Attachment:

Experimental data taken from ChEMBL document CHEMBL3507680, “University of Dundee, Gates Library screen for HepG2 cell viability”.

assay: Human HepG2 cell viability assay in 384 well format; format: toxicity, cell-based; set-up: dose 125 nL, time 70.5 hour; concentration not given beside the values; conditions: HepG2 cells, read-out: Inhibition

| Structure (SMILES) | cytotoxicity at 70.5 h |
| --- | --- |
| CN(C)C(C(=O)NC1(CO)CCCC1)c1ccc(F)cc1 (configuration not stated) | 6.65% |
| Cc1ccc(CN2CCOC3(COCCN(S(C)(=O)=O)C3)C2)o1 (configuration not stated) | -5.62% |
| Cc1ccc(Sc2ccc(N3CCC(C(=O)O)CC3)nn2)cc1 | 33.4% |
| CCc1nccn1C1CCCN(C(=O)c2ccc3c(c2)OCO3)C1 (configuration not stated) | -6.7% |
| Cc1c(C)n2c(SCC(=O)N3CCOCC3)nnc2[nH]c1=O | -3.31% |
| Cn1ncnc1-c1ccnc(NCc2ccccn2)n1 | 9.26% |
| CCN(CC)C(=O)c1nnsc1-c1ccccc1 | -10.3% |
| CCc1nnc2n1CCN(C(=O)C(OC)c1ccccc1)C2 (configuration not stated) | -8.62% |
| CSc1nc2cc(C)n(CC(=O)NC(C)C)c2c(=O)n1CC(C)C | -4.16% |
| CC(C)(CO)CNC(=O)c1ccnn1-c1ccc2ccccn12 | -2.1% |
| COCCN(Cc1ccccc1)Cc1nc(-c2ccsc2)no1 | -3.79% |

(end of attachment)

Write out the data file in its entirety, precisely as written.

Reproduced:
Experimental data taken from ChEMBL document CHEMBL3507680, “University of Dundee, Gates Library screen for HepG2 cell viability”.

assay: Human HepG2 cell viability assay in 384 well format; format: toxicity, cell-based; set-up: dose 125 nL, time 70.5 hour; concentration not given beside the values; conditions: HepG2 cells, read-out: Inhibition

| Structure (SMILES) | cytotoxicity at 70.5 h |
| --- | --- |
| CN(C)C(C(=O)NC1(CO)CCCC1)c1ccc(F)cc1 (configuration not stated) | 6.65% |
| Cc1ccc(CN2CCOC3(COCCN(S(C)(=O)=O)C3)C2)o1 (configuration not stated) | -5.62% |
| Cc1ccc(Sc2ccc(N3CCC(C(=O)O)CC3)nn2)cc1 | 33.4% |
| CCc1nccn1C1CCCN(C(=O)c2ccc3c(c2)OCO3)C1 (configuration not stated) | -6.7% |
| Cc1c(C)n2c(SCC(=O)N3CCOCC3)nnc2[nH]c1=O | -3.31% |
| Cn1ncnc1-c1ccnc(NCc2ccccn2)n1 | 9.26% |
| CCN(CC)C(=O)c1nnsc1-c1ccccc1 | -10.3% |
| CCc1nnc2n1CCN(C(=O)C(OC)c1ccccc1)C2 (configuration not stated) | -8.62% |
| CSc1nc2cc(C)n(CC(=O)NC(C)C)c2c(=O)n1CC(C)C | -4.16% |
| CC(C)(CO)CNC(=O)c1ccnn1-c1ccc2ccccn12 | -2.1% |
| COCCN(Cc1ccccc1)Cc1nc(-c2ccsc2)no1 | -3.79% |